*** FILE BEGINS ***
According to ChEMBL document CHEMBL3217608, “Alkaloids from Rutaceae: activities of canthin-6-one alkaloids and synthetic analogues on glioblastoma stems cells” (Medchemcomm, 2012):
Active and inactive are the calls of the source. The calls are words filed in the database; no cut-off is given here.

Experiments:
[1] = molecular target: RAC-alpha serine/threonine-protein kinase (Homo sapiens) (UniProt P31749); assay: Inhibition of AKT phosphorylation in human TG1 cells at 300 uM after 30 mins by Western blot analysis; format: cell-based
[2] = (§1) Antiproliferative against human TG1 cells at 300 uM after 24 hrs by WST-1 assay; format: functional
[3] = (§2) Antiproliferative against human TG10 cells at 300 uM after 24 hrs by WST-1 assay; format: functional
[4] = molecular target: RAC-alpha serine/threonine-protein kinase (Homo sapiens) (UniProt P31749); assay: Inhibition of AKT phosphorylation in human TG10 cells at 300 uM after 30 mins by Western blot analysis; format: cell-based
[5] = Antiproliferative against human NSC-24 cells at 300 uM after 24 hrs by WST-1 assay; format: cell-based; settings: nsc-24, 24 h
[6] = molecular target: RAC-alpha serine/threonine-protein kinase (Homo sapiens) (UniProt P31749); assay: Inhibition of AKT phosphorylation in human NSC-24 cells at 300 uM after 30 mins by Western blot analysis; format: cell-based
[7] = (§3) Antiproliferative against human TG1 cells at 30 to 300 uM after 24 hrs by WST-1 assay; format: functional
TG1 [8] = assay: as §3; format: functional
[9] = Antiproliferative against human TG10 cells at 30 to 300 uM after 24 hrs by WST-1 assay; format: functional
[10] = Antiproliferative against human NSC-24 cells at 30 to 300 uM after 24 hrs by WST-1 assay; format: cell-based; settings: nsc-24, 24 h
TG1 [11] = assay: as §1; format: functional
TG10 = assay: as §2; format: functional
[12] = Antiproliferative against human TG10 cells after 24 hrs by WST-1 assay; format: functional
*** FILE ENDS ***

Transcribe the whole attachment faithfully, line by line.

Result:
According to ChEMBL document CHEMBL3217608, “Alkaloids from Rutaceae: activities of canthin-6-one alkaloids and synthetic analogues on glioblastoma stems cells” (Medchemcomm, 2012):
Active and inactive are the calls of the source. The calls are words filed in the database; no cut-off is given here.

Experiments:
[1] = molecular target: RAC-alpha serine/threonine-protein kinase (Homo sapiens) (UniProt P31749); assay: Inhibition of AKT phosphorylation in human TG1 cells at 300 uM after 30 mins by Western blot analysis; format: cell-based
[2] = (§1) Antiproliferative against human TG1 cells at 300 uM after 24 hrs by WST-1 assay; format: functional
[3] = (§2) Antiproliferative against human TG10 cells at 300 uM after 24 hrs by WST-1 assay; format: functional
[4] = molecular target: RAC-alpha serine/threonine-protein kinase (Homo sapiens) (UniProt P31749); assay: Inhibition of AKT phosphorylation in human TG10 cells at 300 uM after 30 mins by Western blot analysis; format: cell-based
[5] = Antiproliferative against human NSC-24 cells at 300 uM after 24 hrs by WST-1 assay; format: cell-based; settings: nsc-24, 24 h
[6] = molecular target: RAC-alpha serine/threonine-protein kinase (Homo sapiens) (UniProt P31749); assay: Inhibition of AKT phosphorylation in human NSC-24 cells at 300 uM after 30 mins by Western blot analysis; format: cell-based
[7] = (§3) Antiproliferative against human TG1 cells at 30 to 300 uM after 24 hrs by WST-1 assay; format: functional
TG1 [8] = assay: as §3; format: functional
[9] = Antiproliferative against human TG10 cells at 30 to 300 uM after 24 hrs by WST-1 assay; format: functional
[10] = Antiproliferative against human NSC-24 cells at 30 to 300 uM after 24 hrs by WST-1 assay; format: cell-based; settings: nsc-24, 24 h
TG1 [11] = assay: as §1; format: functional
TG10 = assay: as §2; format: functional
[12] = Antiproliferative against human TG10 cells after 24 hrs by WST-1 assay; format: functional